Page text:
Join Date: Oct 2016
Location: Florida
Posts: 455
Thanks: 754
Thanked 469 Times in 226 Posts
Default

Nomad got it right.
Quick reply to this message
The Following 2 Users Say Thank You to Surveyor For This Useful Post:
Old 08-26-2019, 08:19 PM
recklessdriver recklessdriver is online now
Prepper elite
 
Join Date: Jun 2010
Location: Lax
Posts: 4,104
Thanks: 770
Thanked 3,549 Times in 1,765 Posts
Default

https://youtu.be/boiQ-XGv-Yg

Pretty easy enough
Quick reply to this message
Old 08-27-2019, 03:46 AM
ROCK6's Avatar
ROCK6 ROCK6 is offline
Survivor
 
Join Date: Oct 2008
Location: Georgia/Afghanistan
Posts: 5,566
Thanks: 6,139
Thanked 12,479 Times in 4,084 Posts
Default

Quote:
Originally Posted by JDH View Post
Learning Land Nav at Ft Sill with the 5 Degree deviation then running the night land nav course at Ft Lewis with your M2 still set at 5 did not work well.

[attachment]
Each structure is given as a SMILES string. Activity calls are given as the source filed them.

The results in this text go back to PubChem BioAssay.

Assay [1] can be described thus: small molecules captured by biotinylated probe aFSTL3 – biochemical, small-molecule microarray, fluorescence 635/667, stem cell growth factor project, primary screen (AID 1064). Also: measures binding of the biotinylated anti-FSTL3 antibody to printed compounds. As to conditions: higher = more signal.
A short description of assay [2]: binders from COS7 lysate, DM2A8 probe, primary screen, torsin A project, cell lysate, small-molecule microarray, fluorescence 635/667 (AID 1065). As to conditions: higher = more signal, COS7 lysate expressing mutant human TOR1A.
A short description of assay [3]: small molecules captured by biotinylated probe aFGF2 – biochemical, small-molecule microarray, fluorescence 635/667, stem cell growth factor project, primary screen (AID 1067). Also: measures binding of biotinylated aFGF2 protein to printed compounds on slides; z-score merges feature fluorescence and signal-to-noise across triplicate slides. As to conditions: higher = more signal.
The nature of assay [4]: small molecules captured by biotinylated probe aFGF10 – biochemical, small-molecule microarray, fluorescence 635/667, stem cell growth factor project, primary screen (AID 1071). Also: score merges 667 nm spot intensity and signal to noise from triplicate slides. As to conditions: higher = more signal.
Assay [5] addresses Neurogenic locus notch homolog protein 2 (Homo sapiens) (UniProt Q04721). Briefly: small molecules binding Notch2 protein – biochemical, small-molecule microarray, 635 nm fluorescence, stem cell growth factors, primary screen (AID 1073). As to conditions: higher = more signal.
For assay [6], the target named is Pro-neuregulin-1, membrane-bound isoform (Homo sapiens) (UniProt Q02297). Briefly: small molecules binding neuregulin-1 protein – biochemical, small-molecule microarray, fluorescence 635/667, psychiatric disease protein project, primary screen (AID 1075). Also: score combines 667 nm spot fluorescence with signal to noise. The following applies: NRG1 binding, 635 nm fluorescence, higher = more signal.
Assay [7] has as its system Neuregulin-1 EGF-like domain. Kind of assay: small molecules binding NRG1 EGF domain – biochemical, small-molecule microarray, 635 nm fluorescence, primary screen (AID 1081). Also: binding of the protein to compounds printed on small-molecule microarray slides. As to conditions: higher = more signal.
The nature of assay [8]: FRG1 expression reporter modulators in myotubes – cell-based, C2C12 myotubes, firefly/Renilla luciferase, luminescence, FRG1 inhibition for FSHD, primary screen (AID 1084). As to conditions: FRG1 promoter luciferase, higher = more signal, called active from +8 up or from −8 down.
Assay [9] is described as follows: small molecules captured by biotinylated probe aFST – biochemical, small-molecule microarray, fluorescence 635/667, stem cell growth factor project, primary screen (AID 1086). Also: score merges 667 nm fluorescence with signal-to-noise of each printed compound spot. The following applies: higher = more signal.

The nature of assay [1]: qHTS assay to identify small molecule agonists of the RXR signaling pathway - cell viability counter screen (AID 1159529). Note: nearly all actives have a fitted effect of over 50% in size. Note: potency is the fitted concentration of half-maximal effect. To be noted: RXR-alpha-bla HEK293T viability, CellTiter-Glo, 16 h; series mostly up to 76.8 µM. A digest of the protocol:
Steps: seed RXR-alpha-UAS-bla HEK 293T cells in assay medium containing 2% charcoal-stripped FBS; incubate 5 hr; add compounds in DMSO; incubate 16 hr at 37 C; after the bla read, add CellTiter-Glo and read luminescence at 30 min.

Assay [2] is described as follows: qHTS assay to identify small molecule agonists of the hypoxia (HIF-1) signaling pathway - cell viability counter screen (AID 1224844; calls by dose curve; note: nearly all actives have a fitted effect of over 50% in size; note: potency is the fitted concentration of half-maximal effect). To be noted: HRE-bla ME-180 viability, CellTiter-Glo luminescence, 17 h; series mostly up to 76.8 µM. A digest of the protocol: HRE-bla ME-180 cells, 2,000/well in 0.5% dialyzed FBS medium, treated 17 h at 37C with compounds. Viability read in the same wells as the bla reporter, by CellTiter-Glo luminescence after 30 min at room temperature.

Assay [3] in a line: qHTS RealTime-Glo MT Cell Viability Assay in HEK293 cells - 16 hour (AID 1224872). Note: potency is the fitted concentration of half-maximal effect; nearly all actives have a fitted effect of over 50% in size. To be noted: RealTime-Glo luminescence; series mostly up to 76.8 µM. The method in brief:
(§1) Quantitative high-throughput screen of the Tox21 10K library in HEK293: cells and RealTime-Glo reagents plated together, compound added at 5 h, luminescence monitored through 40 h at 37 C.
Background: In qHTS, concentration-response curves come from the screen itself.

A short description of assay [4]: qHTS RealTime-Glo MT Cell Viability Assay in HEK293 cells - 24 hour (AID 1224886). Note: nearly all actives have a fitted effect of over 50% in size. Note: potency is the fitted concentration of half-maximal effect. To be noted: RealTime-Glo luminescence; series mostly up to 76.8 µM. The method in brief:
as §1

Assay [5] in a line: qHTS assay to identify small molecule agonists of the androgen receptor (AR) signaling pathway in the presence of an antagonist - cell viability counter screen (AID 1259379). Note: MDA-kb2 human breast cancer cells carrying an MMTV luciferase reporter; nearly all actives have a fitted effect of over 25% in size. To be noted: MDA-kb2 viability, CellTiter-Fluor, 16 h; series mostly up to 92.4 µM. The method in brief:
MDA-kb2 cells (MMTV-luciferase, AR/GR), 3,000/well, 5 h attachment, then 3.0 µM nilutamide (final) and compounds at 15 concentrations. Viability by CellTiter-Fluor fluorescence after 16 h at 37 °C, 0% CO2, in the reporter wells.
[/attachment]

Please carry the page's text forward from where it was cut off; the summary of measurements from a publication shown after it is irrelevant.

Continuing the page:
Ah! I remember a group of cadets from OK all standing around a map and scratching their heads talking about how they couldn't see far enough to get a good bearing at Fort Lewis...you might have been one of them if you were there back in 1991

Doing pinpoint land navigation needs a lot more attention on the declination affects (and pace count, and azimuth reading accuracy, nighttime travel, more rugged/thick terrain, etc.). I think the majority of day-time travel is perfectly suited to simple terrain association using a map and double checking the general directions with the compass.

ROCK6
Quick reply to this message
The Following User Says Thank You to ROCK6 For This Useful Post:
Old 08-27-2019, 04:22 AM
recklessdriver recklessdriver is online now
Prepper elite
 
Join Date: Jun 2010
Location: Lax
Posts: 4,104
Thanks: 770
Thanked 3,549 Times in 1,765 Posts
Default